Greenspan sees jobs growth

Economy: The Fed chairman is hopeful before a key House panel.

March 12, 2004|By Bill Atkinson | Bill Atkinson,SUN STAFF

Touching on an array of hot-button election issues, Federal Reserve Chairman Alan Greenspan predicted yesterday that employment will soon grow more quickly, warned that protectionist trade barriers are not a good answer to the outsourcing of American jobs and said taxes probably will have to be raised to help eliminate a projected shortfall in Social Security funding.

Greenspan told members of a House committee that America's anxiety over the loss of manufacturing and white-collar jobs to low-wage countries is understandable, given the weak job growth the country has experienced since the 2001 recession, but blocking trade was not the answer.

"As history clearly shows, our economy is best served by full and vigorous engagement in the global economy," Greenspan told committee members.

On Social Security, Green- span said that after the government cuts prospective benefits it will have to turn to new taxes to fund the program for 77 million baby boomers. Benefit cuts should come first, he said, because of the harm higher taxes would inflict on the economy.

"We do not have enough in real resources to meet the promises that we have already made," Greenspan told the House Committee on Education and the Workforce. "We have to construct a pattern in which the benefits we do promise we do, in fact, deliver and not have these people retire in very large numbers and find out that they were betrayed by the government."

The Fed chairman's comments came as investors suffered a fourth consecutive day of losses on Wall Street. The Dow Jones industrial average lost 168.51 points yesterday and has plunged 467 points, or 4.4 percent, since the week began.

The struggling economy has become a nexus of the presidential election campaign with President Bush and Sen. John Kerry, who appears to have the Democratic nomination sewn up, trading barbs on trade and jobs.

Kerry is painting Bush as presiding over an economy that can't generate jobs. Since Bush took office in January 2001, more than 2 million jobs have been lost, and many companies are still reluctant to add workers to their payrolls.

Even though the unemployment rate has fallen to 5.6 percent, the jobs issue will be key for Bush's re-election. To date, 8.2 million workers are unemployed and hundreds of thousands have dropped out of the work force. Treasury Secretary John W. Snow predicted last fall that by the November election, 2 million jobs will have been created.

Greenspan said yesterday that he is optimistic that corporations will soon start hiring.

"In all likelihood, employment will begin to increase more quickly before long as output continues to expand," Greenspan said. "As our economy exhibits increasing signals of recovery, job loss continues to diminish."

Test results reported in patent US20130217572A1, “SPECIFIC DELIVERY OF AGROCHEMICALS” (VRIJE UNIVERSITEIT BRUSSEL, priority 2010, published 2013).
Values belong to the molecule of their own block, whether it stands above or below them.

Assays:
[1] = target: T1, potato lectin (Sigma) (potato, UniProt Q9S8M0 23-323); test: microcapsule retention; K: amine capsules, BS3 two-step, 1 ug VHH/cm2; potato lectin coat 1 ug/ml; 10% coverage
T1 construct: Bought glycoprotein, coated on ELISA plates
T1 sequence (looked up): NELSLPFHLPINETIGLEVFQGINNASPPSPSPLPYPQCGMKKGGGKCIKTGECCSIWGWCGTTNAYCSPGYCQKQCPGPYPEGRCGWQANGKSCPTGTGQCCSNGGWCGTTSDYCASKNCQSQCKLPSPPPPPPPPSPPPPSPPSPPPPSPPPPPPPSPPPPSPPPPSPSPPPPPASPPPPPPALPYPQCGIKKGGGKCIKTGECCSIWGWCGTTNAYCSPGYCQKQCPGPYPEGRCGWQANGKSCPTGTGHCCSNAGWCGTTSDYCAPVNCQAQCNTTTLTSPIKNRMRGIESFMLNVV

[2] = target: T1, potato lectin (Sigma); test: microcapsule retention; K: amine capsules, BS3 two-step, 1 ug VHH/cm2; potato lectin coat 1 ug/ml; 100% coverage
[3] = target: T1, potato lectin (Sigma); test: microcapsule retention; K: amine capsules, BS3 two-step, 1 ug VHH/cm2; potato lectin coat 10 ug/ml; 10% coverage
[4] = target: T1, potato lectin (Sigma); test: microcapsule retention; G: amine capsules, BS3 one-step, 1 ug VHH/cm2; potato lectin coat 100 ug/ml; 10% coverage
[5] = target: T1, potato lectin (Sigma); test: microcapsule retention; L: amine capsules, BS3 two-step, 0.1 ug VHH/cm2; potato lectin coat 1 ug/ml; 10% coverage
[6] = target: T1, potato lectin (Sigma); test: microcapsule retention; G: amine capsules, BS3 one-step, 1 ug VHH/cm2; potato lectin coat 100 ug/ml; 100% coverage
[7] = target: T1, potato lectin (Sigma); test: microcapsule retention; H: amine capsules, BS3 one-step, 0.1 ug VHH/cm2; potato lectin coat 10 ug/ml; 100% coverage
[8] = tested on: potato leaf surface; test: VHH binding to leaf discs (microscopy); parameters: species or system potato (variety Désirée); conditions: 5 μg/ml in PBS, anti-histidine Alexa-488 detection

But he acknowledged that job creation is "lagging badly - the ironic consequence of accelerated gains in productivity."

"Job insecurity is understandably significant when nearly 2 million members of our work force have been unemployed for more than six months," Greenspan said.

Economists agreed with the Fed chairman, saying that companies will soon have to hire because demand for their products and services is picking up as the economy continues to roll.

"Everybody is absolutely convinced that it [jobs] is coming," said Ken Goldstein, an economist at the Conference Board, a New York-based research group that tracks consumer confidence. "I would be absolutely floored if we got another report of only 21,000 jobs" from the Labor Department.

He said the next unemployment report could show as many as 100,000 jobs created in March. Economists estimate that it will take growth of at least 150,000 jobs a month to absorb all who want to work as the population grows.

"It really is just a matter of time before we get job creation," said Michael Englund, chief economist at Boulder, Colo.-based Action Economics LLC. "The economy is really roaring. How it can roar based on productivity growth rather than job creation remains a mystery."

But productivity isn't the only culprit behind poor job growth. Companies are increasingly hiring foreign workers in China, India and other countries because they are vastly less expensive than American workers. Many of the jobs that are being lost overseas are held by white-collar workers, such as designers, engineers, information technology specialists and accountants.

"It is a serious matter," said Robert T. Sweet, economist at MTB Investment Advisors in Baltimore, a division of M&T Bank. "The talk about outsourcing is going to be an election issue."

Greenspan said that outsourcing has created a "palpable unease that businesses and jobs are being drained from the United States, with potentially adverse long-run implications for employment and the standard of living of the average American." As a result, "a new round of protectionist steps is being proposed," he said.

Kerry is proposing to slash tax advantages for companies that move jobs overseas, which he calls "Benedict Arnold" companies. While he campaigns across the country, Kerry has talked to workers about protecting American jobs.

But Greenspan said measures to block trade and discourage innovations that will result in job losses will help only for a short time.

"Our standard of living would soon begin to stagnate and perhaps even decline as a consequence," Greenspan said. "These alleged cures would make matters worse rather than better. They would do little to create jobs; and if foreigners were to retaliate, we would surely lose jobs."

The Associated Press contributed to this article.

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